CSTA

Webinars

THANK YOU TO OUR PARTNERS




Join us on December 8, 9 and 16 from 4:00pm - 5:30pm for an amazing lineup of three (3) all NEW webinars on the High School Virtual Learning Sequences. Take advantage of the discounted member registration rates by joining CASE today!

Hot, Sour, and Drowning: High School Living Earth Virtual Learning Sequence
Date
: Tuesday, December 8, 2020 | Time: 4:00 pm - 5:30 pm (Pacific)
Fee (Non-Refundable)
: $10/Member or $25/Nonmember

This webinar focuses on the release of a designed-for-NGSS learning sequence built by CA teachers and scientists that explores the impacts of temperature change on corals through case study analysis. Participants will dig into understanding the data of temperature change at coral reef locations around the globe. Participants will then look at how those changes on a global scale affect coral and human communities locally. We will look at using “slices” of practices such as developing and building models (of coral communities), engaging in argument from evidence (with our models) and obtaining, evaluating and communicating information (to groups that have impact).

The sequence has been updated for delivery through online or hybrid platforms to reflect the current teaching situations many of us face.

Participants will end the webinar with resources they can use in their own classrooms, some new tools and strategies that can be adapted for other lessons, and a stronger background in the science behind climate impacts on populations.

Presenters:
Jeremy Long, Professor, San Diego State University (top right)
Matthew Leader, Math/Science Teacher, High Tech High (bottom right)

Register Today


Life in the Balance - Coastal Carbonate Chemistry: High School Chemistry of the Earth Virtual Learning Sequence
Date
: Wednesday, December 9, 2020 | Time: 4:00 pm - 5:30 pm (Pacific)
Fee (Non-Refundable)
: $10/Member or $25/Nonmember

This webinar focuses on the release of a designed-for-NGSS learning sequence built by CA teachers and scientists developed to support students in the sensemaking process with the anchoring phenomenon of Oyster Die-Offs along the Pacific Coast. This topic is addressed, not just as a question of science but also a question of equity as the groups who are responsible for ocean acidification are not always those who must deal with its consequences.

The sequence has been updated for delivery through online or hybrid platforms to reflect the current teaching situations many of us face.

Participants will end the webinar with resources they can use in their own classrooms, some new tools and strategies that can be adapted for other lessons, and a stronger background in the science behind ocean acidification.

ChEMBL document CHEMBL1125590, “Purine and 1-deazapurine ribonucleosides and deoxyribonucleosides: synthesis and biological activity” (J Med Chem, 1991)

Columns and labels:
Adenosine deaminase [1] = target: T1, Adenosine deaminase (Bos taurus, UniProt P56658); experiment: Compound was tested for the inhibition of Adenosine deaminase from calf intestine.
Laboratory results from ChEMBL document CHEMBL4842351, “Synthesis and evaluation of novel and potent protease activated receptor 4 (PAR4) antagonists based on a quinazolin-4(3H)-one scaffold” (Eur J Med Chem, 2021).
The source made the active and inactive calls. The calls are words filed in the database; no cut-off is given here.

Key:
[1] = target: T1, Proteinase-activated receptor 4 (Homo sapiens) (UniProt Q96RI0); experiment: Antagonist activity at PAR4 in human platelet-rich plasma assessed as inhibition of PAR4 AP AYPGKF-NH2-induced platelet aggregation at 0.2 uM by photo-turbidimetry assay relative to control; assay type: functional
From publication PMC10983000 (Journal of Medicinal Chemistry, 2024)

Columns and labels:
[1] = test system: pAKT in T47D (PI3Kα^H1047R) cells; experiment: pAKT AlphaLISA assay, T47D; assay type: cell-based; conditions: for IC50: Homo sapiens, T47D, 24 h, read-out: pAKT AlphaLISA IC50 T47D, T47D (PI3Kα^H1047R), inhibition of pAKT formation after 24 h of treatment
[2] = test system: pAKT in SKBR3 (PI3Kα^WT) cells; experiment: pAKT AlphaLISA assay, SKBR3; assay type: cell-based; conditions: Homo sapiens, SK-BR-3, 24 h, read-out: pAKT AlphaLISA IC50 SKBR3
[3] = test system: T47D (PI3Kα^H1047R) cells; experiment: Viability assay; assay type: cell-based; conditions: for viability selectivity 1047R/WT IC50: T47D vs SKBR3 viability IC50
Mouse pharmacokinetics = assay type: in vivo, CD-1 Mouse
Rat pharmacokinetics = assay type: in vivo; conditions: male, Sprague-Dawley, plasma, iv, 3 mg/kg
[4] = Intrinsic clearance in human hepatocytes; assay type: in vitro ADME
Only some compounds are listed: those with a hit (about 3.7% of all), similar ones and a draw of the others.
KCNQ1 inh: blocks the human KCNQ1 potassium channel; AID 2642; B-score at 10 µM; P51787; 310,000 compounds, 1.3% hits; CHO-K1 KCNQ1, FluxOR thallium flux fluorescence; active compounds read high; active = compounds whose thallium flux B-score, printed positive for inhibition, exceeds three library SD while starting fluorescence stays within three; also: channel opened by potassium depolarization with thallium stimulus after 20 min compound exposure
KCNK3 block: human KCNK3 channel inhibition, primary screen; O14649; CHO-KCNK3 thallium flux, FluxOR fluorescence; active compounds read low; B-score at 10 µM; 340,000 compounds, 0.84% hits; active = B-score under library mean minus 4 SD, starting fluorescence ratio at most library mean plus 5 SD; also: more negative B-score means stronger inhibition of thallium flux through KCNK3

Presenters:
Mathieu Richaud
, Associate Professor, California State University, Fresno (top right)
Robert Terrill, Chemistry and Physics Teacher, San Marcos High School (bottom right)

Register Today


Considering California’s Energy Future: Physics of the Universe Virtual Learning Sequence
Date
: Wednesday, December 16, 2020 | Time: 4:00 pm - 5:30 pm (Pacific)
Fee (Non-Refundable)
: $10/Member or $25/Nonmembers

This webinar focuses on the release of a designed-for-NGSS learning sequence built by CA teachers and scientists developed to support students in making observations of the poorest air quality in their own backyards and find out that the worst air quality is inequitable within urban areas. Students use data to determine the causes and solutions for the poor air quality and design solutions based on Governor Brown’s Initiative to convert California to 100% Renewable Energy for electricity by 2045. Students include data from COVID-19 reductions in human activity and emissions to support the claim that humans are causing poor air quality which is impacting the environment, prompting the need for decreasing our carbon footprint.

The sequence has been updated for delivery through online or hybrid platforms to reflect the current teaching situations many of us face.

Participants will end the webinar with resources they can use in their own classrooms, some new tools and strategies that can be adapted for other lessons, and a stronger background in the science behind impacts of energy use.

Presenters:
Alfredo Martinez-Morales
, Managing Director & Research Professor, Southern California Research Initiative for Solar Energy, University of California, Riverside (top right)
Melissa Marcucci, Physics Teacher, Ceres High School (bottom right)

Register Today